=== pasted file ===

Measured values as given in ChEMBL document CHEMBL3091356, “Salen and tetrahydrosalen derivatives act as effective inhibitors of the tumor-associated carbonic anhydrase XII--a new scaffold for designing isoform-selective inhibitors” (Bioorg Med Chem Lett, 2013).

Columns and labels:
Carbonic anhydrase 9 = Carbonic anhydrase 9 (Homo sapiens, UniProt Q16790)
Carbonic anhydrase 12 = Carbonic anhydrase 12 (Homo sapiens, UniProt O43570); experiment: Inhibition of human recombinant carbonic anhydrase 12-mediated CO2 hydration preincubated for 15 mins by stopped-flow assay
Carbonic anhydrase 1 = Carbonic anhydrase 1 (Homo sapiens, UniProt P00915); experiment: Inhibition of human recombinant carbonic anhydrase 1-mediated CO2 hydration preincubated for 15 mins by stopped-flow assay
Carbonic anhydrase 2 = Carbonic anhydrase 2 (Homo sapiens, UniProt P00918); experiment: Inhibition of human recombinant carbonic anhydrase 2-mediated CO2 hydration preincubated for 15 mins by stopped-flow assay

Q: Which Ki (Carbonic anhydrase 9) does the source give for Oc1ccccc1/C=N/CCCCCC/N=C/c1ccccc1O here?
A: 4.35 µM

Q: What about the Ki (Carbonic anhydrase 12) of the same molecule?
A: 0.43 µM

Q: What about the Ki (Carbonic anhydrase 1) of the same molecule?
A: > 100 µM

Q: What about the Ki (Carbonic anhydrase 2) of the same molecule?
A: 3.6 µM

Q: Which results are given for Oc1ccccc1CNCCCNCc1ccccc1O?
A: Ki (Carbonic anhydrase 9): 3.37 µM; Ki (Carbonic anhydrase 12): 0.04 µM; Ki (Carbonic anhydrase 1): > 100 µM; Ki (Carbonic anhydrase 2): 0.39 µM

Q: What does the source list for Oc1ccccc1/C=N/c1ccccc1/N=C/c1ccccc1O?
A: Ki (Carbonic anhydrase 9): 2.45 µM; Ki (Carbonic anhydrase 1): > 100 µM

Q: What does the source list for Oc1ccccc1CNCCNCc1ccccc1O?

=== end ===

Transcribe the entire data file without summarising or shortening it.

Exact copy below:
Measured values as given in ChEMBL document CHEMBL3091356, “Salen and tetrahydrosalen derivatives act as effective inhibitors of the tumor-associated carbonic anhydrase XII--a new scaffold for designing isoform-selective inhibitors” (Bioorg Med Chem Lett, 2013).

Columns and labels:
Carbonic anhydrase 9 = Carbonic anhydrase 9 (Homo sapiens, UniProt Q16790)
Carbonic anhydrase 12 = Carbonic anhydrase 12 (Homo sapiens, UniProt O43570); experiment: Inhibition of human recombinant carbonic anhydrase 12-mediated CO2 hydration preincubated for 15 mins by stopped-flow assay
Carbonic anhydrase 1 = Carbonic anhydrase 1 (Homo sapiens, UniProt P00915); experiment: Inhibition of human recombinant carbonic anhydrase 1-mediated CO2 hydration preincubated for 15 mins by stopped-flow assay
Carbonic anhydrase 2 = Carbonic anhydrase 2 (Homo sapiens, UniProt P00918); experiment: Inhibition of human recombinant carbonic anhydrase 2-mediated CO2 hydration preincubated for 15 mins by stopped-flow assay

Q: Which Ki (Carbonic anhydrase 9) does the source give for Oc1ccccc1/C=N/CCCCCC/N=C/c1ccccc1O here?
A: 4.35 µM

Q: What about the Ki (Carbonic anhydrase 12) of the same molecule?
A: 0.43 µM

Q: What about the Ki (Carbonic anhydrase 1) of the same molecule?
A: > 100 µM

Q: What about the Ki (Carbonic anhydrase 2) of the same molecule?
A: 3.6 µM

Q: Which results are given for Oc1ccccc1CNCCCNCc1ccccc1O?
A: Ki (Carbonic anhydrase 9): 3.37 µM; Ki (Carbonic anhydrase 12): 0.04 µM; Ki (Carbonic anhydrase 1): > 100 µM; Ki (Carbonic anhydrase 2): 0.39 µM

Q: What does the source list for Oc1ccccc1/C=N/c1ccccc1/N=C/c1ccccc1O?
A: Ki (Carbonic anhydrase 9): 2.45 µM; Ki (Carbonic anhydrase 1): > 100 µM

Q: What does the source list for Oc1ccccc1CNCCNCc1ccccc1O?